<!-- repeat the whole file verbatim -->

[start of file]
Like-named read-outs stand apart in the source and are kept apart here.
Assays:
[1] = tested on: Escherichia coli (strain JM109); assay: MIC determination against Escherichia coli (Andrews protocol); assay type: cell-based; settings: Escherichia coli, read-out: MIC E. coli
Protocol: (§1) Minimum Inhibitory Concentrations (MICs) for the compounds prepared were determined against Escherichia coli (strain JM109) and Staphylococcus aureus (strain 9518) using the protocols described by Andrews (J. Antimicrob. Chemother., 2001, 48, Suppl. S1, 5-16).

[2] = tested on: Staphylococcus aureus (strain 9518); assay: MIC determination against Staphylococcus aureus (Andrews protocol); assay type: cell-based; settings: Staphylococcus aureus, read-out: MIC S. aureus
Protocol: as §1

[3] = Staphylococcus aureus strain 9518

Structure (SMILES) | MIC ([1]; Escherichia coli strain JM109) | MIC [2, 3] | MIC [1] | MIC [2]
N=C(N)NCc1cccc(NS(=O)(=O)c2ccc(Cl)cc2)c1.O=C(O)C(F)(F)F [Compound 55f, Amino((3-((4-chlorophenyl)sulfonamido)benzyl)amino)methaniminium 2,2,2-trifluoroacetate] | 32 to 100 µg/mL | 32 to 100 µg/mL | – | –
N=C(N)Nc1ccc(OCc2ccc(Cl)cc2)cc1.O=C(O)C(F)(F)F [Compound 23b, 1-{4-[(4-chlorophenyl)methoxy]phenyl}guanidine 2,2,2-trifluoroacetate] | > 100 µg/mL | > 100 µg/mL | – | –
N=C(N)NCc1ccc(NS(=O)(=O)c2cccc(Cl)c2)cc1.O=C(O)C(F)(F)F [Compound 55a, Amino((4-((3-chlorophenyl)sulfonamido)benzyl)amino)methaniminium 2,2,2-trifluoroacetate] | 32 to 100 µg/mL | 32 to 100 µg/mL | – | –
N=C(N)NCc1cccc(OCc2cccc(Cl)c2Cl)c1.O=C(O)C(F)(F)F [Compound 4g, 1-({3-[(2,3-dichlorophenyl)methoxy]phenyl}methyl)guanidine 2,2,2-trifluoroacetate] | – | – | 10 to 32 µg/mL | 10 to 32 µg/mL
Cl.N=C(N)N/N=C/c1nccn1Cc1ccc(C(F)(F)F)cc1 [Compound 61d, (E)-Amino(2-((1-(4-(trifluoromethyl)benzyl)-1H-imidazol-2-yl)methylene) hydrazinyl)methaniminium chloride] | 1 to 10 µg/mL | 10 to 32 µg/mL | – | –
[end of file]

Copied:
Like-named read-outs stand apart in the source and are kept apart here.
Assays:
[1] = tested on: Escherichia coli (strain JM109); assay: MIC determination against Escherichia coli (Andrews protocol); assay type: cell-based; settings: Escherichia coli, read-out: MIC E. coli
Protocol: (§1) Minimum Inhibitory Concentrations (MICs) for the compounds prepared were determined against Escherichia coli (strain JM109) and Staphylococcus aureus (strain 9518) using the protocols described by Andrews (J. Antimicrob. Chemother., 2001, 48, Suppl. S1, 5-16).

[2] = tested on: Staphylococcus aureus (strain 9518); assay: MIC determination against Staphylococcus aureus (Andrews protocol); assay type: cell-based; settings: Staphylococcus aureus, read-out: MIC S. aureus
Protocol: as §1

[3] = Staphylococcus aureus strain 9518

Structure (SMILES) | MIC ([1]; Escherichia coli strain JM109) | MIC [2, 3] | MIC [1] | MIC [2]
N=C(N)NCc1cccc(NS(=O)(=O)c2ccc(Cl)cc2)c1.O=C(O)C(F)(F)F [Compound 55f, Amino((3-((4-chlorophenyl)sulfonamido)benzyl)amino)methaniminium 2,2,2-trifluoroacetate] | 32 to 100 µg/mL | 32 to 100 µg/mL | – | –
N=C(N)Nc1ccc(OCc2ccc(Cl)cc2)cc1.O=C(O)C(F)(F)F [Compound 23b, 1-{4-[(4-chlorophenyl)methoxy]phenyl}guanidine 2,2,2-trifluoroacetate] | > 100 µg/mL | > 100 µg/mL | – | –
N=C(N)NCc1ccc(NS(=O)(=O)c2cccc(Cl)c2)cc1.O=C(O)C(F)(F)F [Compound 55a, Amino((4-((3-chlorophenyl)sulfonamido)benzyl)amino)methaniminium 2,2,2-trifluoroacetate] | 32 to 100 µg/mL | 32 to 100 µg/mL | – | –
N=C(N)NCc1cccc(OCc2cccc(Cl)c2Cl)c1.O=C(O)C(F)(F)F [Compound 4g, 1-({3-[(2,3-dichlorophenyl)methoxy]phenyl}methyl)guanidine 2,2,2-trifluoroacetate] | – | – | 10 to 32 µg/mL | 10 to 32 µg/mL
Cl.N=C(N)N/N=C/c1nccn1Cc1ccc(C(F)(F)F)cc1 [Compound 61d, (E)-Amino(2-((1-(4-(trifluoromethyl)benzyl)-1H-imidazol-2-yl)methylene) hydrazinyl)methaniminium chloride] | 1 to 10 µg/mL | 10 to 32 µg/mL | – | –